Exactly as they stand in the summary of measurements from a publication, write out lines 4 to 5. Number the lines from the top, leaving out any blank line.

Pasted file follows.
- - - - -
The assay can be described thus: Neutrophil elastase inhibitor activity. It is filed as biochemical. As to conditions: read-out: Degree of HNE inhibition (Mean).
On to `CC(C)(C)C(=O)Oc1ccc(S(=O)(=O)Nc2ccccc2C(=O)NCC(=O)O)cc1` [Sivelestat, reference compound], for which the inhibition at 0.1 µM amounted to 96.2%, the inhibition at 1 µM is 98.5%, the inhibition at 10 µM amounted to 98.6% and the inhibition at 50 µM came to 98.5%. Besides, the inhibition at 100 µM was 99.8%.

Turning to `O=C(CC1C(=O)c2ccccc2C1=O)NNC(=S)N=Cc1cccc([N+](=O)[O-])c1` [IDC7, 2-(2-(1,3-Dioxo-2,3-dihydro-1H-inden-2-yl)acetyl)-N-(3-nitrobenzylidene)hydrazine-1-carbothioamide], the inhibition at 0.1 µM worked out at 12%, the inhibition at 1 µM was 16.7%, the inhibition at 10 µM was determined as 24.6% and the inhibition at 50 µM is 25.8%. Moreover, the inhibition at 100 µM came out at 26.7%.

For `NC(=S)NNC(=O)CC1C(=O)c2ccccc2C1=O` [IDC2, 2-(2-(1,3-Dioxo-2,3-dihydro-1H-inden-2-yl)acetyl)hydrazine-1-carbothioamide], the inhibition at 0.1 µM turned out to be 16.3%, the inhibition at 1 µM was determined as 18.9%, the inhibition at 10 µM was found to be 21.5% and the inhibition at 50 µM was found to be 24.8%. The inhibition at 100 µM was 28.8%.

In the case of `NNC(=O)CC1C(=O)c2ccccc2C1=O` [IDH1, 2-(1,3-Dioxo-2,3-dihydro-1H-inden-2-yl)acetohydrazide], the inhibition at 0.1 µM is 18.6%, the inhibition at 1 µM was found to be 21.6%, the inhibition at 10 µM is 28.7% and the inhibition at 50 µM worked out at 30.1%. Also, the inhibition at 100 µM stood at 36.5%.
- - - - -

For `NC(=S)NNC(=O)CC1C(=O)c2ccccc2C1=O` [IDC2, 2-(2-(1,3-Dioxo-2,3-dihydro-1H-inden-2-yl)acetyl)hydrazine-1-carbothioamide], the inhibition at 0.1 µM turned out to be 16.3%, the inhibition at 1 µM was determined as 18.9%, the inhibition at 10 µM was found to be 21.5% and the inhibition at 50 µM was found to be 24.8%. The inhibition at 100 µM was 28.8%.

In the case of `NNC(=O)CC1C(=O)c2ccccc2C1=O` [IDH1, 2-(1,3-Dioxo-2,3-dihydro-1H-inden-2-yl)acetohydrazide], the inhibition at 0.1 µM is 18.6%, the inhibition at 1 µM was found to be 21.6%, the inhibition at 10 µM is 28.7% and the inhibition at 50 µM worked out at 30.1%. Also, the inhibition at 100 µM stood at 36.5%.